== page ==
These might not be things you can identify right off the bat, unless it’s vomiting and diarrhea. Then you’re already aware that your cat is losing plenty of fluids repeatedly.
Because you’re looking for subtle signs, you’ll need to scoop your kitty up for an at-home physical examination, starting with the gums. If they’re sticky or dry, your cat is likely dehydrated.
“They should be nice and slippery, really moist,” Moyal says.
They should also be pink in color. A different color—gray or yellow perhaps—doesn’t mean your cat is dehydrated, but it could indicate other serious problems. Yellow gums, for example, could mean your cat has jaundice, Moyal says.
Another way to see if your cat is dehydrated is to conduct a skin turgor test to examine the elasticity of your cat’s skin. To do that, you gently gather your cat’s skin behind the neck and between the shoulders and lift it up. If it falls back down quickly, your cat is probably OK. If it stays lifted up and slowly returns to your cat’s back, your buddy might be dehydrated.
However, that might not be true for all cats. Moyal says some leaner and older cats will naturally have less-elastic skin.
A more serious sign of dehydration can be dull corneas or sunken eyes. Cats left without water for too long can, eventually, die just like us humans.
“That is severe. I never want it to get to that point before a patient comes in,” Moyal says. “The sooner we can intervene the more of a chance we can have to help them.”
Cat Dehydration Treatment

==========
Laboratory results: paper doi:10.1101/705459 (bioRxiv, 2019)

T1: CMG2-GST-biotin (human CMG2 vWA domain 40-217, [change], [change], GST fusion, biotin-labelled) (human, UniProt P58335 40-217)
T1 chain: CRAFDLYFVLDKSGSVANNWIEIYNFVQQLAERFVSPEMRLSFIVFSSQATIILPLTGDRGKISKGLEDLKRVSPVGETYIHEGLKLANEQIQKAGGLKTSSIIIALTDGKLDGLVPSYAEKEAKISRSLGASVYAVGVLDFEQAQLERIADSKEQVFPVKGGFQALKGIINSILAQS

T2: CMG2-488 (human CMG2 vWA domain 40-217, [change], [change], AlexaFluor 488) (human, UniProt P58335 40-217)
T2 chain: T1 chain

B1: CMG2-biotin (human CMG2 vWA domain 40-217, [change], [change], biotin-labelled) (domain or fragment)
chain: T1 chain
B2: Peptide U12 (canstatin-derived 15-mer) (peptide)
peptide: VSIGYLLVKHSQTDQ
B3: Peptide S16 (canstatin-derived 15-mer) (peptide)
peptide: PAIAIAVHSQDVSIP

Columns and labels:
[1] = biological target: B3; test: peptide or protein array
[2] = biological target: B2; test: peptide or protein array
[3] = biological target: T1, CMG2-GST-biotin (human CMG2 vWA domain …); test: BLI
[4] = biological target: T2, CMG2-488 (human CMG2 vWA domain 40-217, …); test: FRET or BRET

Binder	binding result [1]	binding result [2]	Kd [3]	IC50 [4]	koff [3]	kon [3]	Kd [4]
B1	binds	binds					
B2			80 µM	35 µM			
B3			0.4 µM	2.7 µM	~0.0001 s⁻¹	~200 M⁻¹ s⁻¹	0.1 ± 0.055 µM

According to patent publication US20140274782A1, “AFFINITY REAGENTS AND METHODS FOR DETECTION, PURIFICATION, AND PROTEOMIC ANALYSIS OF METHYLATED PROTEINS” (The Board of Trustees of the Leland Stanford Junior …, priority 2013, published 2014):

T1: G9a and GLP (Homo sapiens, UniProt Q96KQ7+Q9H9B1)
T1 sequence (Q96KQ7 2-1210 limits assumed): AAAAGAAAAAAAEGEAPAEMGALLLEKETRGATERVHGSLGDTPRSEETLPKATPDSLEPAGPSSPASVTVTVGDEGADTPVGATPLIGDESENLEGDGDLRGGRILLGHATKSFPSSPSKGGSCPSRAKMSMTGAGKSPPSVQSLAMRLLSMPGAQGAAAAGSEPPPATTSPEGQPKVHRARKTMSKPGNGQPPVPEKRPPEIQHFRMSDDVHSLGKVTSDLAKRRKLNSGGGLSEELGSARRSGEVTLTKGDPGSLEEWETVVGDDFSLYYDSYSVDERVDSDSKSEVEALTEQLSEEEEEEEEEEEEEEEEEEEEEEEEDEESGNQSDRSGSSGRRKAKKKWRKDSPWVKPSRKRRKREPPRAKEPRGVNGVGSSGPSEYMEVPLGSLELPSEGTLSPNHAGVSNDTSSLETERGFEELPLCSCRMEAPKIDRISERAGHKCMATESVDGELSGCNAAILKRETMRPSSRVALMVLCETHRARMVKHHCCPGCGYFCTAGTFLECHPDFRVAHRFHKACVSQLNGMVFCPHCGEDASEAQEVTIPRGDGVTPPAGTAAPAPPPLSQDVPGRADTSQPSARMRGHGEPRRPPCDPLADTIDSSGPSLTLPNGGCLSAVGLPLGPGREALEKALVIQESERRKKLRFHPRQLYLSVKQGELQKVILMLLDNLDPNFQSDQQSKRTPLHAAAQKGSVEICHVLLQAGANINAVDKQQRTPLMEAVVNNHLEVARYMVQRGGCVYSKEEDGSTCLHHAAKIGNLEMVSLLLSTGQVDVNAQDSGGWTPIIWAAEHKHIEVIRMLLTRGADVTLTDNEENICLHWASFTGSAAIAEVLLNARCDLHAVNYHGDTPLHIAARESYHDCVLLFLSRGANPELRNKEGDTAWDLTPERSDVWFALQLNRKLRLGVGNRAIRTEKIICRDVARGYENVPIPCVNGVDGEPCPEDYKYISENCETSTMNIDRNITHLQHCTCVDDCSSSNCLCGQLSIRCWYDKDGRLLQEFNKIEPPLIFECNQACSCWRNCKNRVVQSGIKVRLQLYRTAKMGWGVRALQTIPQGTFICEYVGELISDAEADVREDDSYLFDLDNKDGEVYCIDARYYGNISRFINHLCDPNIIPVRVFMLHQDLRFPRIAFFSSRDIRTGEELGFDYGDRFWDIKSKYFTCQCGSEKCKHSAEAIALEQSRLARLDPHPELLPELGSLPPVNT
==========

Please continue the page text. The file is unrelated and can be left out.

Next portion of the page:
First thing’s first. If you detect or even suspect your cat is dehydrated, your initial task is to visit your veterinarian, who has a wider array of hydration solutions than you do, including intravenous methods.
“If you see any signs of your kitty not feeling well, take them to where they can get a really good assessment of dehydration,” Moyal says.
Home Remedies You Can Try
If for whatever reason you can’t get to the vet right away, there are some ways you can get your cat some fluids at home. Moyal suggested starting with the water out of a can of tuna. It’s not a large amount, and the fishy smell might entice your cat.
You can also offer the cat small amounts of water and food, and even add more water than usual to wet food, almost making it a puree that can help your cat get some fluids.
“My goal is to be very sneaky,” Moyal says.
But here’s the BUT: If your cat is dehydrated because she’s vomiting or having diarrhea, let her rest for a few hours before offering her food and water. Otherwise, you’re gonna see that food and water again real soon on your carpet or in the litter box.
Also, it’s probably best to avoid giving your cat cures for human dehydration like Pedialyte or sports drinks like Gatorade. Moyal says they can be too sugary and have too much sodium, respectively. Water is your best bet.
Preventing Dehydration in Cats
The obvious answer is to make sure your cat always has access to clean, fresh water, but don’t just leave a bowl out and call it good. Find out what your cat likes. Some cats do fine with a bowl. Others might want the water coming out of a fountain. One of Moyals cats waits by her sink for her to turn on the faucet—the best way to drink the freshest water.
You can also switch to wet food, but Moyal warns: Your cat is likely particular about her food, so who knows if she’ll enjoy the change.